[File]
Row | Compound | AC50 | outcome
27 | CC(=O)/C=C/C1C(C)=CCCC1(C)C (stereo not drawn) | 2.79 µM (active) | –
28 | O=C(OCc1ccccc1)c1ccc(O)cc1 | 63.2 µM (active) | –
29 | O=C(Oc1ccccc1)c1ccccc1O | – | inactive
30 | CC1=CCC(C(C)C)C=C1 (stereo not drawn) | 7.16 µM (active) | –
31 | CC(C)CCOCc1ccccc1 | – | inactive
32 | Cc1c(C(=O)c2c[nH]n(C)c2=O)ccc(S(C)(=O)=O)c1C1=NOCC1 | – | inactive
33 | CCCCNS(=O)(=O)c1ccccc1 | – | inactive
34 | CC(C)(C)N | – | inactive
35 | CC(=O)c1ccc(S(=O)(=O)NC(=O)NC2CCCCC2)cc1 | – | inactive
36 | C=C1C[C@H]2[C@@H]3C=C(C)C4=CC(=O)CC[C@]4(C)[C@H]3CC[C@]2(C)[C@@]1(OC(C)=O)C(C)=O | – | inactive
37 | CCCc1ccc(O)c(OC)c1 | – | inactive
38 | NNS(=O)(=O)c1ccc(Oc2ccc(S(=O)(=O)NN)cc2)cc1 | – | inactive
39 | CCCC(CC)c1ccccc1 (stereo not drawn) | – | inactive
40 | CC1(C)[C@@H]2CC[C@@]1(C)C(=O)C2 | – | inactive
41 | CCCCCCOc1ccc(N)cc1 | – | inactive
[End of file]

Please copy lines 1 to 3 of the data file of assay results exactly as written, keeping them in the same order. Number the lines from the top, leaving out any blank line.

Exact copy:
Row | Compound | AC50 | outcome
27 | CC(=O)/C=C/C1C(C)=CCCC1(C)C (stereo not drawn) | 2.79 µM (active) | –
28 | O=C(OCc1ccccc1)c1ccc(O)cc1 | 63.2 µM (active) | –